Global e-commerce sales surged 13 per cent in 2017 to reach $29 trillion due to rise in the number of online shoppers, according to latest data from the United Nations Conference on Trade and Development.
The number of shoppers online climbed 12 per cent to reach 1.3 billion people, nearly a quarter of the world’s population.
The share of internet users buying goods online from abroad grew to 21 per cent in 2017 from 15 per cent in 2015, driven by an increase in buyers in the United States. Cross-border business-to-consumer sales grew to $412 billion, a 4 per cent increase from a year earlier and representing 11 per cent of total sales in this segment.
“The new figures show that e-commerce is indeed creating export opportunities,” Unctad secretary general Mukhisa Kituyi said in the report.
“But the question from a development standpoint is whether businesses in developing countries are prepared to seize the opportunities.”
The top 10 countries by e-commerce sales remain mostly unchanged except for Germany overtaking South Korea as the fourth-largest online market.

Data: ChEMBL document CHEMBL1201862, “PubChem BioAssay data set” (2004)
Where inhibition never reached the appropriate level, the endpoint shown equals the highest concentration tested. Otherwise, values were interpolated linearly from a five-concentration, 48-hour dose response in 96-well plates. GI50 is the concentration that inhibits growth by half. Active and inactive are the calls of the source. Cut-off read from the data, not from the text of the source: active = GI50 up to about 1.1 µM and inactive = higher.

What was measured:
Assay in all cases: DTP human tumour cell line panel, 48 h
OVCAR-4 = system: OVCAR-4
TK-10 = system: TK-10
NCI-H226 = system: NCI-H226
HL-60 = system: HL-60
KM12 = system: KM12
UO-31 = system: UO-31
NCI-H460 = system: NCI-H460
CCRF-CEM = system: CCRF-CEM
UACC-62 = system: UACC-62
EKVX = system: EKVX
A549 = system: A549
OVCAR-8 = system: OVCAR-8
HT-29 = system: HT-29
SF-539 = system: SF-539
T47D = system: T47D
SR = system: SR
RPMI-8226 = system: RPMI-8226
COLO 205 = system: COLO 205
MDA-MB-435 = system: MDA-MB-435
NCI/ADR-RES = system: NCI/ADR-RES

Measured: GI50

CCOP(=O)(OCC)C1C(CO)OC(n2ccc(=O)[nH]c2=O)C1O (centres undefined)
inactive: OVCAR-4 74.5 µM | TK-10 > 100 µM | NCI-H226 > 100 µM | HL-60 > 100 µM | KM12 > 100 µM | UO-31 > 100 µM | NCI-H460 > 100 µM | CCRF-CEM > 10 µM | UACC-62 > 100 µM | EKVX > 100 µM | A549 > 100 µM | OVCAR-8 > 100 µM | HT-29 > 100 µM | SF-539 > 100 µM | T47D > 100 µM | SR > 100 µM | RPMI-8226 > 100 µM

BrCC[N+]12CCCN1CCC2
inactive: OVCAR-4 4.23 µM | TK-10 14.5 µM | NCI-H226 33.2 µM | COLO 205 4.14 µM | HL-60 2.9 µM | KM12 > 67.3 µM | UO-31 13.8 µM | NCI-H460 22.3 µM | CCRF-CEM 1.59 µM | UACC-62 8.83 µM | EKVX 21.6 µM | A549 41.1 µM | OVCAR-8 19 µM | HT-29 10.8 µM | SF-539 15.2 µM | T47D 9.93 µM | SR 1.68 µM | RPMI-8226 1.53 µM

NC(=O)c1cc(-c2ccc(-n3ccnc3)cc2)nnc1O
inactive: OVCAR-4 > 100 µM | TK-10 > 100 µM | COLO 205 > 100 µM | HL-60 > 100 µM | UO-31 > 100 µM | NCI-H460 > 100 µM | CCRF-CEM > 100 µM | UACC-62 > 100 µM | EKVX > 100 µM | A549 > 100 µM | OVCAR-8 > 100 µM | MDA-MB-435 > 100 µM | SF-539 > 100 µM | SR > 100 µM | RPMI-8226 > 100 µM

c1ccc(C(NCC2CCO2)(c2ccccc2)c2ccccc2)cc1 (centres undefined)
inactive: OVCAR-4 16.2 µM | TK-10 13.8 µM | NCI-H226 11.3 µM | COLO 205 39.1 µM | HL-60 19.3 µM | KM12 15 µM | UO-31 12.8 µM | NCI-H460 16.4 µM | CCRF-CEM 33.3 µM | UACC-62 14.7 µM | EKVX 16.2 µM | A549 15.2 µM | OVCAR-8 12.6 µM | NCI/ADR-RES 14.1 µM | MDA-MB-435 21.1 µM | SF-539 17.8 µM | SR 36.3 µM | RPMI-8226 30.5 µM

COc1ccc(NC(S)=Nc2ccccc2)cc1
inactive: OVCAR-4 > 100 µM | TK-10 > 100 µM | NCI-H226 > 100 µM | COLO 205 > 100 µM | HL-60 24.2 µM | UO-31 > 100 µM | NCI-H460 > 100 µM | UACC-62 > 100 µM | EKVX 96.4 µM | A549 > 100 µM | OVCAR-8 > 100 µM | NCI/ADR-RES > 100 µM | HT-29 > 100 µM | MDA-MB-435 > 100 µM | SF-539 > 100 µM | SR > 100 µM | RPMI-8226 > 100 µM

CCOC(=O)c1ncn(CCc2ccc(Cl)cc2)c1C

The value of online sales in the US hit nearly $9tn, almost triple that of Japan in second place. China was the third-largest market in terms of value with $1.9tn in sales.
Business-to-business sales accounted for 88 per cent of all online sales but business-to-customer activity grew 22 per cent to reach $3.9tn in 2017.
Customers from the UK were most likely to shop online, with 82 per cent of people ages 15 and above making purchases in 2017.
China, though, had the largest number of internet buyers at 440 million.